Victor Chiazor, Head of Research at FSL Securities, rather maintained that he believes SEC is not doing enough to protect investors.

Chiazor said: “If the government’s plan to takeover such dividends is implemented, it would most likely mean that the dividends have been forfeited by the investor and I think this might affect investors’ interest in the capital market.

“I expect the SEC to protect investors and find other ingenious ways to reduce the quantum of unclaimed dividend and support the current regularisation of multiple accounts which has also helped reduce the amount of unclaimed dividend.”

He urged the regulatory Commission to seek more strategic ways to curb the trend of unclaimed dividends in the country’s Capital market.

Boniface Okezie, National Coordinator, Progressive Shareholders Association of Nigeria, also said that the entire unclaimed dividends quagmire should be blamed on the SEC.

He stated that “the Federal Government, SEC and the Ministry of Finance have been eyeing our funds over the years and because we the shareholders resisted them, they have remained unsuccessful.

“There is no way the government will go ahead to take money that does not belong to it through the back door, contrary to the new amended CAMA recently signed by Mr. President.

“If the government is broke, then it should find other means to get money to run its business and not take monies belonging to shareholders.

He called for an amendment to the CAMA by specifically expunging the clause on dividend becoming statute-barred after 12 years of being unclaimed.

Chief Onyenwechukwu Ezeagu, Chairman, Association of Securities Dealing Houses of Nigeria (ASHON), while addressing the Investigative Arm of House Committee on Capital Market and Institutions recently, also explained that Capital Market regulators and operators had leveraged technology to introduce several initiatives to address the issue of unclaimed dividends.

The initiatives, he said, include the dematerialisation of shares which entails upload of quoted companies’ shares in the Central Securities Clearing System (CSCS) for ease of reconciliation, adoption of E-Dividend and E-Mandate, consolidation of multiple accounts, identity management engagements, and introduction of electronic Initial Public offering (e-IPO).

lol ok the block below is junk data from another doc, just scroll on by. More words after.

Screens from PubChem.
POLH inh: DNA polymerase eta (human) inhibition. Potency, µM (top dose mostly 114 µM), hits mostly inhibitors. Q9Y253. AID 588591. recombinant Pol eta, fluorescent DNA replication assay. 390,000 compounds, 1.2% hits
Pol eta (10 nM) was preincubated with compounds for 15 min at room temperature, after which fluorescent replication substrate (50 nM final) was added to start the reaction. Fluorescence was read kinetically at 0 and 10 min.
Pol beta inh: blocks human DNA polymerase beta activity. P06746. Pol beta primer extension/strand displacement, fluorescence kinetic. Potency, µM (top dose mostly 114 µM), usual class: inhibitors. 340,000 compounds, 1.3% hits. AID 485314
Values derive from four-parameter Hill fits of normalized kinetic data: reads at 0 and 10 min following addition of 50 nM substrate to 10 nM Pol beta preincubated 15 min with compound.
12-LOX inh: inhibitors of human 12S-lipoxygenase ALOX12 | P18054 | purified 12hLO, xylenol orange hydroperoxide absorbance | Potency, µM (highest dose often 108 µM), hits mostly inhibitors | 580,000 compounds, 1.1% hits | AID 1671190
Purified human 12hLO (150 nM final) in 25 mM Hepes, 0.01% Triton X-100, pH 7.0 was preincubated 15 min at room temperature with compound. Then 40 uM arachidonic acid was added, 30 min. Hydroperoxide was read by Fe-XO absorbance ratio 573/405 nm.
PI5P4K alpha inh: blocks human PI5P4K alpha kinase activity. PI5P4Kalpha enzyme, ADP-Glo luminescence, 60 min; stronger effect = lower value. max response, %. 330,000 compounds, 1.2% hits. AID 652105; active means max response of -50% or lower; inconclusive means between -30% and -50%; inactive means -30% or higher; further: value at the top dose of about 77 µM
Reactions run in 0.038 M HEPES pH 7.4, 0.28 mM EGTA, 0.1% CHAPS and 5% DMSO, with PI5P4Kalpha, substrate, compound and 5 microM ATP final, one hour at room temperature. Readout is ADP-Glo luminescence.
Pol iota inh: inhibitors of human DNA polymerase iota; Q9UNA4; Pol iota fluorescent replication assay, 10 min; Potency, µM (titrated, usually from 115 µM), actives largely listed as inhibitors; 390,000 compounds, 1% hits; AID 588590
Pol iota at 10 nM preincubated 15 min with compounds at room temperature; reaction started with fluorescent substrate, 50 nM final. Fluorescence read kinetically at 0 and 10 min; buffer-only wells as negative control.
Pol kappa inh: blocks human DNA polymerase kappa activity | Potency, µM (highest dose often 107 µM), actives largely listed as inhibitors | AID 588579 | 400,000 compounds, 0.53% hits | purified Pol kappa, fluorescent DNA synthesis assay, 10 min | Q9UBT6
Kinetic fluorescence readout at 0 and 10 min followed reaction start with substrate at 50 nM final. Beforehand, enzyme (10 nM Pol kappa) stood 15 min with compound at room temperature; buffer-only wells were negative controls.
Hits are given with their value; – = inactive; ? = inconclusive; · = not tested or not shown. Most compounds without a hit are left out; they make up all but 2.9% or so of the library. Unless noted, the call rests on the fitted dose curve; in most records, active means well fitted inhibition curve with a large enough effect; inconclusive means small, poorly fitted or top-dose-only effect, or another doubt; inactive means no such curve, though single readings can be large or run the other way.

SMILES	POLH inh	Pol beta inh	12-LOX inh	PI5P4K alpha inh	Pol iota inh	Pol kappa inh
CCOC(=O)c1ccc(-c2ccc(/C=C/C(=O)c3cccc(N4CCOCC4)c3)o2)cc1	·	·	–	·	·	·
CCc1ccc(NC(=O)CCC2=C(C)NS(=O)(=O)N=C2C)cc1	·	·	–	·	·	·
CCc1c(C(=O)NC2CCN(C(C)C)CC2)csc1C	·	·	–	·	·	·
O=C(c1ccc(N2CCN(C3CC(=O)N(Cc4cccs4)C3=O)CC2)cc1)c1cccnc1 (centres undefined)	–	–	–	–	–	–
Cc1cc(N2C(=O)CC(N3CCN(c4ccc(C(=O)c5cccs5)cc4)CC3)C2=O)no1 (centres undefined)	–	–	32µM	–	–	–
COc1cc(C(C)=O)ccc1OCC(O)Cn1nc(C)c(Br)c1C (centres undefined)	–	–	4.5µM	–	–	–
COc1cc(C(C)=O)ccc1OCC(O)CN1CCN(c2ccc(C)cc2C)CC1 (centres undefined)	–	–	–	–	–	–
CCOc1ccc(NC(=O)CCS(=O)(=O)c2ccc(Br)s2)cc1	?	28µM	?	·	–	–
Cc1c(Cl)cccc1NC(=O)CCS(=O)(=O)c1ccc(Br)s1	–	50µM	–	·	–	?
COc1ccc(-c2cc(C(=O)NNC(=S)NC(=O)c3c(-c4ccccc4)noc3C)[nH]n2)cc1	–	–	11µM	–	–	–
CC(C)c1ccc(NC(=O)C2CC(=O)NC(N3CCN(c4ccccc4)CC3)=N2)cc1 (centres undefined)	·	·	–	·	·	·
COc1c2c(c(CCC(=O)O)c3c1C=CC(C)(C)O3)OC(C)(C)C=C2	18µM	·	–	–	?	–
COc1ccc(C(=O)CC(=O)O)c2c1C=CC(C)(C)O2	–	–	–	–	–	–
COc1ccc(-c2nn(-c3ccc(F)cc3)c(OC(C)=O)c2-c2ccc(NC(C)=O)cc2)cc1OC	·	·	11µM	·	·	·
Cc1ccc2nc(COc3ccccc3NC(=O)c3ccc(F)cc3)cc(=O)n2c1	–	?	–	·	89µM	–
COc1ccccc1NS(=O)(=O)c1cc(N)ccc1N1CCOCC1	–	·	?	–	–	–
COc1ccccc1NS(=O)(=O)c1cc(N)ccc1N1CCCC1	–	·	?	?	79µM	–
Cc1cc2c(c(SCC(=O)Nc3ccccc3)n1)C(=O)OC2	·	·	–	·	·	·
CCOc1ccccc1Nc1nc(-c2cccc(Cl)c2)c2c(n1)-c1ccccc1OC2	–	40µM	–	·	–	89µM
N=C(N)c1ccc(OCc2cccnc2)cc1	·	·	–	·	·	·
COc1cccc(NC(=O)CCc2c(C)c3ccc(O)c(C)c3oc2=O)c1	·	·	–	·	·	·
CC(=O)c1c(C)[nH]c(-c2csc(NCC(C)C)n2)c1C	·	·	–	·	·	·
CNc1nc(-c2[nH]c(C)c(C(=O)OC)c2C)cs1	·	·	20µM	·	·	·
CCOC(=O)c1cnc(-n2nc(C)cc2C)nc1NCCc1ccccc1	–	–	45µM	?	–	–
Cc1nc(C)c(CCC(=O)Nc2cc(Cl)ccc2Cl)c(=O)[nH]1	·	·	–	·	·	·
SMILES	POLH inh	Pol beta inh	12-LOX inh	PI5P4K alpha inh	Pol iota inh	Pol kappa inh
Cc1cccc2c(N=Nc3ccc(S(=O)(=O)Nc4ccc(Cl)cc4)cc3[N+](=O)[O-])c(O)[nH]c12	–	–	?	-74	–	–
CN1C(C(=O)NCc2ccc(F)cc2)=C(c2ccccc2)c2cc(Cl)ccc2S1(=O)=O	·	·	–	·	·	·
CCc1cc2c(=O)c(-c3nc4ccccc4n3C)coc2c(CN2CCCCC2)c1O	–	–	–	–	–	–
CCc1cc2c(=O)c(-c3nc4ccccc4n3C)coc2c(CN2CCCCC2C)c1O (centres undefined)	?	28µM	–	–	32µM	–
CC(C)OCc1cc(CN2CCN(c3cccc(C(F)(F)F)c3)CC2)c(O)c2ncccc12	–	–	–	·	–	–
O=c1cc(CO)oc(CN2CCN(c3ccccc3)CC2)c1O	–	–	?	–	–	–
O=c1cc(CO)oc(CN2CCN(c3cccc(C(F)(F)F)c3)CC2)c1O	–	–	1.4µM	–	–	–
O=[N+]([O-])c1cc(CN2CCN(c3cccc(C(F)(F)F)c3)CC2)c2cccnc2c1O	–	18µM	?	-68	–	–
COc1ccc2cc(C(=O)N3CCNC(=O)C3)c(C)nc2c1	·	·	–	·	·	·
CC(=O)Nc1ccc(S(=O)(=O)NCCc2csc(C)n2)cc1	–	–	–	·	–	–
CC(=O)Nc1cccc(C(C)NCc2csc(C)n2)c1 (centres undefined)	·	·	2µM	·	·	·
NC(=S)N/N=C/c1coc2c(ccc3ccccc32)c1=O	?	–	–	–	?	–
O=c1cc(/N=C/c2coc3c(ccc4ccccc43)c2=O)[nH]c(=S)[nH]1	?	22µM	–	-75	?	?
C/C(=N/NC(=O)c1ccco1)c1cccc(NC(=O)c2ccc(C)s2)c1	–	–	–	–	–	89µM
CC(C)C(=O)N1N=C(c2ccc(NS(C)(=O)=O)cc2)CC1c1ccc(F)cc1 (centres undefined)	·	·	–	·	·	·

Others are adoption of Minimum Operating Standards (MOS) for operators to enhance efficiency, intensified Investor Education, continuous Stakeholders’ Engagements, Process Reform and Streamlining and KYC Update on Clients’ accounts among others, stated Ezeagu.

He added: “Generally, the incentives for savers and capital providers in the Capital market is the expectation of Dividends and Capital Appreciation.

“It is, therefore, our considered view that the proposed legislation, if passed, will be a great disincentive to savings, long-term capital mobilisation and serious disruption of the Nigerian economy since it will take away the only expectation of investors in the market.”

Mr. Olatunde Amolegbe, President of the Chartered Institute of Stockbrokers (CIS), on behalf of the Institute, said the Securities and Exchange Commission (SEC) would always ensure  that unclaimed dividends are transferred to capital reserves of the company for restricted utilization, such as capital expansion and issuance of bonus shares to the company’s shareholders.

The Bill is questionable at the stage the market is in currently, he noted.